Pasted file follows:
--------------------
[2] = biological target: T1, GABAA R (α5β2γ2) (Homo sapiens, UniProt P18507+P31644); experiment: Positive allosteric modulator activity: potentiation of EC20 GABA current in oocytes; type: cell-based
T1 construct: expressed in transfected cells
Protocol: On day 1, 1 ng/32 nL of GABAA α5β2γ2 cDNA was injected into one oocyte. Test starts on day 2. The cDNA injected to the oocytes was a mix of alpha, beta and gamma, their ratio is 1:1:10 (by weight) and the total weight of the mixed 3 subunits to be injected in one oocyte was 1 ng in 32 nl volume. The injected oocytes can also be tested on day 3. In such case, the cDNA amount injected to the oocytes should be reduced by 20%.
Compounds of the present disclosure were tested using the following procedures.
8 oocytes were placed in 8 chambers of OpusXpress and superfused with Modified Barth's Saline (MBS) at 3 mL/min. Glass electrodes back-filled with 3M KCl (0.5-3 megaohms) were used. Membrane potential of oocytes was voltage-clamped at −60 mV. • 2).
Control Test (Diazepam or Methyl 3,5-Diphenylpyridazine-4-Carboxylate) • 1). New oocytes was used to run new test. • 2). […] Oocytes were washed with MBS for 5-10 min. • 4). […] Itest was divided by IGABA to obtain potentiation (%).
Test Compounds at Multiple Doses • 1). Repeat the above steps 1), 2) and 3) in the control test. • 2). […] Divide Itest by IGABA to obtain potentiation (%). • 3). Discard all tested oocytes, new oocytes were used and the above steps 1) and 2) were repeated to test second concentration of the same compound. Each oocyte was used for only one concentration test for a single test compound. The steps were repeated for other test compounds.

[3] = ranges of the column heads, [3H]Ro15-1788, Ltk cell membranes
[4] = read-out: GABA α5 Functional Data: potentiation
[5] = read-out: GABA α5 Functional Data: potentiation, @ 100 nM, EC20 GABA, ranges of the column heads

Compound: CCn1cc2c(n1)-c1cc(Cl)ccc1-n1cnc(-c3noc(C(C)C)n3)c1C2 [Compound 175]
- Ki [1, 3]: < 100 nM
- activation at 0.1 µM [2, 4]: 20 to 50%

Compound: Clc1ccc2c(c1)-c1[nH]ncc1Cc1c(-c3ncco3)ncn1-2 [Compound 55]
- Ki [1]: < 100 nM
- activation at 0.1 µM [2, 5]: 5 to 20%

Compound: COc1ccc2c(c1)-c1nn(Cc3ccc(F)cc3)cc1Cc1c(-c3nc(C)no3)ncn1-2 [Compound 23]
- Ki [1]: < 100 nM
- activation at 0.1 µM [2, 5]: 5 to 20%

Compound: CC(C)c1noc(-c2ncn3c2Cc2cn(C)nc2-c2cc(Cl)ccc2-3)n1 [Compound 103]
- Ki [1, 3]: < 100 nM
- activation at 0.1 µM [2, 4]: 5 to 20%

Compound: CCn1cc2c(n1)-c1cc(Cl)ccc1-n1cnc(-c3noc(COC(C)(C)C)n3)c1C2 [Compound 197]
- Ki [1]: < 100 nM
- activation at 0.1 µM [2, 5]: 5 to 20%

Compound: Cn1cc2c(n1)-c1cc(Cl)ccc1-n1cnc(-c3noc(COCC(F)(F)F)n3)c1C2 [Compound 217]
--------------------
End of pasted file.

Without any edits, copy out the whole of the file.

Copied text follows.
[2] = biological target: T1, GABAA R (α5β2γ2) (Homo sapiens, UniProt P18507+P31644); experiment: Positive allosteric modulator activity: potentiation of EC20 GABA current in oocytes; type: cell-based
T1 construct: expressed in transfected cells
Protocol: On day 1, 1 ng/32 nL of GABAA α5β2γ2 cDNA was injected into one oocyte. Test starts on day 2. The cDNA injected to the oocytes was a mix of alpha, beta and gamma, their ratio is 1:1:10 (by weight) and the total weight of the mixed 3 subunits to be injected in one oocyte was 1 ng in 32 nl volume. The injected oocytes can also be tested on day 3. In such case, the cDNA amount injected to the oocytes should be reduced by 20%.
Compounds of the present disclosure were tested using the following procedures.
8 oocytes were placed in 8 chambers of OpusXpress and superfused with Modified Barth's Saline (MBS) at 3 mL/min. Glass electrodes back-filled with 3M KCl (0.5-3 megaohms) were used. Membrane potential of oocytes was voltage-clamped at −60 mV. • 2).
Control Test (Diazepam or Methyl 3,5-Diphenylpyridazine-4-Carboxylate) • 1). New oocytes was used to run new test. • 2). […] Oocytes were washed with MBS for 5-10 min. • 4). […] Itest was divided by IGABA to obtain potentiation (%).
Test Compounds at Multiple Doses • 1). Repeat the above steps 1), 2) and 3) in the control test. • 2). […] Divide Itest by IGABA to obtain potentiation (%). • 3). Discard all tested oocytes, new oocytes were used and the above steps 1) and 2) were repeated to test second concentration of the same compound. Each oocyte was used for only one concentration test for a single test compound. The steps were repeated for other test compounds.

[3] = ranges of the column heads, [3H]Ro15-1788, Ltk cell membranes
[4] = read-out: GABA α5 Functional Data: potentiation
[5] = read-out: GABA α5 Functional Data: potentiation, @ 100 nM, EC20 GABA, ranges of the column heads

Compound: CCn1cc2c(n1)-c1cc(Cl)ccc1-n1cnc(-c3noc(C(C)C)n3)c1C2 [Compound 175]
- Ki [1, 3]: < 100 nM
- activation at 0.1 µM [2, 4]: 20 to 50%

Compound: Clc1ccc2c(c1)-c1[nH]ncc1Cc1c(-c3ncco3)ncn1-2 [Compound 55]
- Ki [1]: < 100 nM
- activation at 0.1 µM [2, 5]: 5 to 20%

Compound: COc1ccc2c(c1)-c1nn(Cc3ccc(F)cc3)cc1Cc1c(-c3nc(C)no3)ncn1-2 [Compound 23]
- Ki [1]: < 100 nM
- activation at 0.1 µM [2, 5]: 5 to 20%

Compound: CC(C)c1noc(-c2ncn3c2Cc2cn(C)nc2-c2cc(Cl)ccc2-3)n1 [Compound 103]
- Ki [1, 3]: < 100 nM
- activation at 0.1 µM [2, 4]: 5 to 20%

Compound: CCn1cc2c(n1)-c1cc(Cl)ccc1-n1cnc(-c3noc(COC(C)(C)C)n3)c1C2 [Compound 197]
- Ki [1]: < 100 nM
- activation at 0.1 µM [2, 5]: 5 to 20%

Compound: Cn1cc2c(n1)-c1cc(Cl)ccc1-n1cnc(-c3noc(COCC(F)(F)F)n3)c1C2 [Compound 217]